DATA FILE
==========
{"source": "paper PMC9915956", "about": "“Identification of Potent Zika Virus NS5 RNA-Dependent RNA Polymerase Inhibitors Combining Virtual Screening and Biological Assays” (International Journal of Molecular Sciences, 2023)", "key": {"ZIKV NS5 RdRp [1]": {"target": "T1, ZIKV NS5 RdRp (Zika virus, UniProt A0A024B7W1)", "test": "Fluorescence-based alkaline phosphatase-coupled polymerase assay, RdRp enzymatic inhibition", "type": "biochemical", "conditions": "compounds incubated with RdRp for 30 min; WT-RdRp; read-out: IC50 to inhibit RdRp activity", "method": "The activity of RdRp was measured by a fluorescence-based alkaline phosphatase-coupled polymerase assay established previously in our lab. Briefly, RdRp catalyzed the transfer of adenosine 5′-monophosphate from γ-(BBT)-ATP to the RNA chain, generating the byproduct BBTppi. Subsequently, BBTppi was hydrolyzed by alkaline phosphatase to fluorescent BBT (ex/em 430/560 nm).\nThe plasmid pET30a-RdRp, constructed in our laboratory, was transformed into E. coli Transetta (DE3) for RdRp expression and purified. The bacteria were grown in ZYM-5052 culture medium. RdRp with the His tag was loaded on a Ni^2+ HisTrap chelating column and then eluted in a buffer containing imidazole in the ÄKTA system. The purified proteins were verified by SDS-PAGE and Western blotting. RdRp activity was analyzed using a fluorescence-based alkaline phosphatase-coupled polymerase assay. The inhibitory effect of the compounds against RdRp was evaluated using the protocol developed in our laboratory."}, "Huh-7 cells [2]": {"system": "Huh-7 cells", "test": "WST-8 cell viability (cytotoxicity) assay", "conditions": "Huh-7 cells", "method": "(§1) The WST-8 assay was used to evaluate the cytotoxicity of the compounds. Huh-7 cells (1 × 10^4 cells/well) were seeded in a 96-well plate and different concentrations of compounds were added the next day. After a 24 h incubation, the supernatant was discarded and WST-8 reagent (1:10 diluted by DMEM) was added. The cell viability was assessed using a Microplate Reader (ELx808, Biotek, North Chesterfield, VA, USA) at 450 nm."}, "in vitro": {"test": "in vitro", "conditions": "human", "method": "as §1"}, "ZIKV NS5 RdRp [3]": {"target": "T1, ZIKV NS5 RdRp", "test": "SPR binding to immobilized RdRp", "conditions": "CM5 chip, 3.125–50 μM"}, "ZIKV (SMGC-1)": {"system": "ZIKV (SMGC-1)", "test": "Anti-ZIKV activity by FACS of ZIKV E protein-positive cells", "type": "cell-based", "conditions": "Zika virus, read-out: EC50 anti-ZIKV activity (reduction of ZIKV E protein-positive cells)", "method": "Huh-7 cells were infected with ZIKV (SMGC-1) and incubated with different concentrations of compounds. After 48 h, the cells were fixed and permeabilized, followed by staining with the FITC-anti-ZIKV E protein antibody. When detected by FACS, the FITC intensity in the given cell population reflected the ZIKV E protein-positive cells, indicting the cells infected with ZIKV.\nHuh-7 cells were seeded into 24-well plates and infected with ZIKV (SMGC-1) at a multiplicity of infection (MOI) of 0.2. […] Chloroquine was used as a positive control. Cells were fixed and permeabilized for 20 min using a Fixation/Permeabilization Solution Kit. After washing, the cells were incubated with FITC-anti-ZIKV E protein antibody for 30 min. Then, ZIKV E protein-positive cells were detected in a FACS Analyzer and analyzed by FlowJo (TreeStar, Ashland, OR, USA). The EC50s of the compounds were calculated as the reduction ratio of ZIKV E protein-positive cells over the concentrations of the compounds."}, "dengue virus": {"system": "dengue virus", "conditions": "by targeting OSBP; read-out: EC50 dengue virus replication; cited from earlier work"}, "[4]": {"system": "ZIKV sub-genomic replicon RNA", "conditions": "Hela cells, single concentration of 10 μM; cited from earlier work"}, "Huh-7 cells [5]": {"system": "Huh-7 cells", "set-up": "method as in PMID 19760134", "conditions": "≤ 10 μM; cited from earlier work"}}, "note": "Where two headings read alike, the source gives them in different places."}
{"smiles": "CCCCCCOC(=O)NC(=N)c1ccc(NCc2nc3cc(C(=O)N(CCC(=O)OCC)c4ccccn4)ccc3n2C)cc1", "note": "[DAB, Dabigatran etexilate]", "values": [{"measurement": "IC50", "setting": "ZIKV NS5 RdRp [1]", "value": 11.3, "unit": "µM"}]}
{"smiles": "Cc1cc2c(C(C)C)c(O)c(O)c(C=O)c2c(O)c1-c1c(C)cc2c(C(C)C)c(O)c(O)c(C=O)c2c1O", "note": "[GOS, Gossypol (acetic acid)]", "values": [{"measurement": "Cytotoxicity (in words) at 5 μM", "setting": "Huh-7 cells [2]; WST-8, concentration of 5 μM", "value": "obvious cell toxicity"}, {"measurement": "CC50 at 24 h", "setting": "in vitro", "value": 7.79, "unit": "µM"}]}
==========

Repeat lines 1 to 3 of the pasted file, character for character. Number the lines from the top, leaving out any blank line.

{"source": "paper PMC9915956", "about": "“Identification of Potent Zika Virus NS5 RNA-Dependent RNA Polymerase Inhibitors Combining Virtual Screening and Biological Assays” (International Journal of Molecular Sciences, 2023)", "key": {"ZIKV NS5 RdRp [1]": {"target": "T1, ZIKV NS5 RdRp (Zika virus, UniProt A0A024B7W1)", "test": "Fluorescence-based alkaline phosphatase-coupled polymerase assay, RdRp enzymatic inhibition", "type": "biochemical", "conditions": "compounds incubated with RdRp for 30 min; WT-RdRp; read-out: IC50 to inhibit RdRp activity", "method": "The activity of RdRp was measured by a fluorescence-based alkaline phosphatase-coupled polymerase assay established previously in our lab. Briefly, RdRp catalyzed the transfer of adenosine 5′-monophosphate from γ-(BBT)-ATP to the RNA chain, generating the byproduct BBTppi. Subsequently, BBTppi was hydrolyzed by alkaline phosphatase to fluorescent BBT (ex/em 430/560 nm).\nThe plasmid pET30a-RdRp, constructed in our laboratory, was transformed into E. coli Transetta (DE3) for RdRp expression and purified. The bacteria were grown in ZYM-5052 culture medium. RdRp with the His tag was loaded on a Ni^2+ HisTrap chelating column and then eluted in a buffer containing imidazole in the ÄKTA system. The purified proteins were verified by SDS-PAGE and Western blotting. RdRp activity was analyzed using a fluorescence-based alkaline phosphatase-coupled polymerase assay. The inhibitory effect of the compounds against RdRp was evaluated using the protocol developed in our laboratory."}, "Huh-7 cells [2]": {"system": "Huh-7 cells", "test": "WST-8 cell viability (cytotoxicity) assay", "conditions": "Huh-7 cells", "method": "(§1) The WST-8 assay was used to evaluate the cytotoxicity of the compounds. Huh-7 cells (1 × 10^4 cells/well) were seeded in a 96-well plate and different concentrations of compounds were added the next day. After a 24 h incubation, the supernatant was discarded and WST-8 reagent (1:10 diluted by DMEM) was added. The cell viability was assessed using a Microplate Reader (ELx808, Biotek, North Chesterfield, VA, USA) at 450 nm."}, "in vitro": {"test": "in vitro", "conditions": "human", "method": "as §1"}, "ZIKV NS5 RdRp [3]": {"target": "T1, ZIKV NS5 RdRp", "test": "SPR binding to immobilized RdRp", "conditions": "CM5 chip, 3.125–50 μM"}, "ZIKV (SMGC-1)": {"system": "ZIKV (SMGC-1)", "test": "Anti-ZIKV activity by FACS of ZIKV E protein-positive cells", "type": "cell-based", "conditions": "Zika virus, read-out: EC50 anti-ZIKV activity (reduction of ZIKV E protein-positive cells)", "method": "Huh-7 cells were infected with ZIKV (SMGC-1) and incubated with different concentrations of compounds. After 48 h, the cells were fixed and permeabilized, followed by staining with the FITC-anti-ZIKV E protein antibody. When detected by FACS, the FITC intensity in the given cell population reflected the ZIKV E protein-positive cells, indicting the cells infected with ZIKV.\nHuh-7 cells were seeded into 24-well plates and infected with ZIKV (SMGC-1) at a multiplicity of infection (MOI) of 0.2. […] Chloroquine was used as a positive control. Cells were fixed and permeabilized for 20 min using a Fixation/Permeabilization Solution Kit. After washing, the cells were incubated with FITC-anti-ZIKV E protein antibody for 30 min. Then, ZIKV E protein-positive cells were detected in a FACS Analyzer and analyzed by FlowJo (TreeStar, Ashland, OR, USA). The EC50s of the compounds were calculated as the reduction ratio of ZIKV E protein-positive cells over the concentrations of the compounds."}, "dengue virus": {"system": "dengue virus", "conditions": "by targeting OSBP; read-out: EC50 dengue virus replication; cited from earlier work"}, "[4]": {"system": "ZIKV sub-genomic replicon RNA", "conditions": "Hela cells, single concentration of 10 μM; cited from earlier work"}, "Huh-7 cells [5]": {"system": "Huh-7 cells", "set-up": "method as in PMID 19760134", "conditions": "≤ 10 μM; cited from earlier work"}}, "note": "Where two headings read alike, the source gives them in different places."}
{"smiles": "CCCCCCOC(=O)NC(=N)c1ccc(NCc2nc3cc(C(=O)N(CCC(=O)OCC)c4ccccn4)ccc3n2C)cc1", "note": "[DAB, Dabigatran etexilate]", "values": [{"measurement": "IC50", "setting": "ZIKV NS5 RdRp [1]", "value": 11.3, "unit": "µM"}]}
{"smiles": "Cc1cc2c(C(C)C)c(O)c(O)c(C=O)c2c(O)c1-c1c(C)cc2c(C(C)C)c(O)c(O)c(C=O)c2c1O", "note": "[GOS, Gossypol (acetic acid)]", "values": [{"measurement": "Cytotoxicity (in words) at 5 μM", "setting": "Huh-7 cells [2]; WST-8, concentration of 5 μM", "value": "obvious cell toxicity"}, {"measurement": "CC50 at 24 h", "setting": "in vitro", "value": 7.79, "unit": "µM"}]}